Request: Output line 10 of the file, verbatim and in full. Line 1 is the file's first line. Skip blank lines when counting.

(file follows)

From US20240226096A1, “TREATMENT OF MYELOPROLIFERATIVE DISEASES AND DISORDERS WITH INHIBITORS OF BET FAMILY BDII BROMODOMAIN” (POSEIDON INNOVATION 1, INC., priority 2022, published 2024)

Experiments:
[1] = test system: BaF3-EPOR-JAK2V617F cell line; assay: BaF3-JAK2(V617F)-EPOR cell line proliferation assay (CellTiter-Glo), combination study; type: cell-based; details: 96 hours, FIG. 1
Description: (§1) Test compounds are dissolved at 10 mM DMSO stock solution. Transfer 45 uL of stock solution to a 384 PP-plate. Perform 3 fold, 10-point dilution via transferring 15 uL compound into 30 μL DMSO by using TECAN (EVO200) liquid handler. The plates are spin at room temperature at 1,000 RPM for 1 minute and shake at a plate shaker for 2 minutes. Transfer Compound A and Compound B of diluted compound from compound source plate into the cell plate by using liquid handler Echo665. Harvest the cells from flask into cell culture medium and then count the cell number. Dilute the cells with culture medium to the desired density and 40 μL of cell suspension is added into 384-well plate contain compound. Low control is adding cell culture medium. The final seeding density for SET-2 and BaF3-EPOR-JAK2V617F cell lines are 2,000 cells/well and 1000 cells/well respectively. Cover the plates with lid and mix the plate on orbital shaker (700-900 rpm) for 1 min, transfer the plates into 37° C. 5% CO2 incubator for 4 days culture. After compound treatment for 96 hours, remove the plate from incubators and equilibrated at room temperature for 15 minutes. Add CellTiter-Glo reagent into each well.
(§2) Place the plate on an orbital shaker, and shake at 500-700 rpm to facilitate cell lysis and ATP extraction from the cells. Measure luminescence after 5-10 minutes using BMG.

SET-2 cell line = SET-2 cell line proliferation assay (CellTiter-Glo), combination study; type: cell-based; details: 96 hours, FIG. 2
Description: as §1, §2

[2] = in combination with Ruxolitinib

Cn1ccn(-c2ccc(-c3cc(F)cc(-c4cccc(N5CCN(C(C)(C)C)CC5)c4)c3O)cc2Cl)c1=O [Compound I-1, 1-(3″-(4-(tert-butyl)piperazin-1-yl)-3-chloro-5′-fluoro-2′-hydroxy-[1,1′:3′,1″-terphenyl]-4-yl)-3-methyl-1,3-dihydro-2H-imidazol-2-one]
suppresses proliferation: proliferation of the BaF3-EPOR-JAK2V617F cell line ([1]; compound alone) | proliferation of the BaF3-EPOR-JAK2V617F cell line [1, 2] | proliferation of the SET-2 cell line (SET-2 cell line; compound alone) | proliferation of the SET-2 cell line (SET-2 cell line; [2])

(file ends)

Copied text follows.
suppresses proliferation: proliferation of the BaF3-EPOR-JAK2V617F cell line ([1]; compound alone) | proliferation of the BaF3-EPOR-JAK2V617F cell line [1, 2] | proliferation of the SET-2 cell line (SET-2 cell line; compound alone) | proliferation of the SET-2 cell line (SET-2 cell line; [2])